• 125 high quality new homes arranged over 4 to 14 storeys; 
  • a mix of 1, 2 and 3 bedroom apartments; 
  • 44 affordable housing apartments for shared ownership and rent; 
  • commercial space for local businesses; 
  • Creekside garden walk that will allow the public to enjoy the Creekside; and 
  • 24 car parking spaces for residents.

The Ashburnham Triangle Association’s Planning Hub has responded to the planning application. On the whole, we welcome the change to the scheme particularly the proposed public Creekside garden walk; however, the Planning Hub is still concerned by the density of the development, which is significantly above London Density Policy, and the proposed 14 storey tower, which is taller than Mumford’s Mills. The small number of three bedroom apartments for families (19 in total) of which only 9 are affordable is also disappointing. In contrast there are 43 one bed apartments of which 21 are affordable. Over the last few years there have been a number of developments on the Creek such as Kent Wharf and Sun Wharf on the Lewisham side of the Creek. As a result, there has been the potential to turn Creekside into a pleasant active water front of restaurants and small scale retail units. Sadly, however, this opportunity has on the whole been lost particularly on the Greenwich side of the Creek as a number of the new developments do not offer any public interaction at street level and/or the Creek. For more information about this application and the Planning Hub’s response, please see the links below:

Tuesday, 9 August 2016

Stonewalling on South Street

Victorian engineer John Penn Junior, or one of the many hundreds of men he employed at his Greenwich marine engine works in the 19th century, could probably have rebuilt it in a matter of days, if not hours.
The brick and stone wall fronting the John Penn & Widow 
Smith Almshouses on Greenwich South Street 
But the once splendid brick and stone wall fronting the John Penn & Widow Smith Almshouses on Greenwich South Street still lies partly in ruins more than seven months after a large section was knocked flat in a motor vehicle accident.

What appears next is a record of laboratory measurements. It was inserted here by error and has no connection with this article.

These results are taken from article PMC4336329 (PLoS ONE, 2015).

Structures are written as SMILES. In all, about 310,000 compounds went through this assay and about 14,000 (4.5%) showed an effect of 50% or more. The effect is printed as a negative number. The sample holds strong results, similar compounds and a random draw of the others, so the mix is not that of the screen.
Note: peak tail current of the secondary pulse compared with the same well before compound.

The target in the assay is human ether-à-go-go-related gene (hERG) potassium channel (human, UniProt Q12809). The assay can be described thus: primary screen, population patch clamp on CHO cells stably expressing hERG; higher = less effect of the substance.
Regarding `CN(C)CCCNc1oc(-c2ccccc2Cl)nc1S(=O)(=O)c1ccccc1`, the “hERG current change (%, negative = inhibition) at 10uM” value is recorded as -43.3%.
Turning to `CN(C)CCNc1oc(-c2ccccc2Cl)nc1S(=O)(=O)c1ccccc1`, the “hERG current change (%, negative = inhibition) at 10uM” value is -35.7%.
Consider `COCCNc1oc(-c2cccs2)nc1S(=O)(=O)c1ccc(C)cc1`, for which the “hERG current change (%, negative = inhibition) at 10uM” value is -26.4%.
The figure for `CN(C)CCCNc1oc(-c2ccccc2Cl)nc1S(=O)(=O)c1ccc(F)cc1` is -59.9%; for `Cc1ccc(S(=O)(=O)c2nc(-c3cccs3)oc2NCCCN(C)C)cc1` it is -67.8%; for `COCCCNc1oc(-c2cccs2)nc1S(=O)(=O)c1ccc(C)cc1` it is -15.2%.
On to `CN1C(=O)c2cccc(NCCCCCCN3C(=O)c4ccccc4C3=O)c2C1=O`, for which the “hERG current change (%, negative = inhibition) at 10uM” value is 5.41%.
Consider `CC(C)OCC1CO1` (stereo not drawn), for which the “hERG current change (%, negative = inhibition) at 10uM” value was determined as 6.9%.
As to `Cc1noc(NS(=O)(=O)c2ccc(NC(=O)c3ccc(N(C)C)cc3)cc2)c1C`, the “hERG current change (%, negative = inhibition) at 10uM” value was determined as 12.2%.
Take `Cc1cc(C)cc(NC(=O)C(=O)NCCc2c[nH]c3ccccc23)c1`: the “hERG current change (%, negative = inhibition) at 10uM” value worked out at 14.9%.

The damaged section of the wall
The charming almshouses and their front wall were built in 1884 for Ellen Penn in memory of her husband John Jnr, who died in 1878. The almshouses were expanded from 8 properties to 10 after the separate Widow Smith charity was merged with John Penn following the destruction of its almshouses on Trafalgar Road in the Second World War.

Listed Grade II by English Heritage in 1973, the Greenwich South Street almshouses are a development of 10 self-contained properties with access to shared gardens, a residents’ lounge and guest facilities, according to managers Hanover Housing Association.

On Hanover’s website, prospective residents are assured they ‘won’t have to worry about maintenance of the buildings/grounds, as this is taken care of by the housing manager’.

The front panel of the vehicle that hit the wall
Well, for over seven months, they’ve left the partly demolished front garden wall much as it was when the vehicle crashed into it. Indeed, if you stand at the bus stop outside the Penn’s almshouses, you can still see part of the crashed vehicle’s front body panel embedded in the broken brickwork.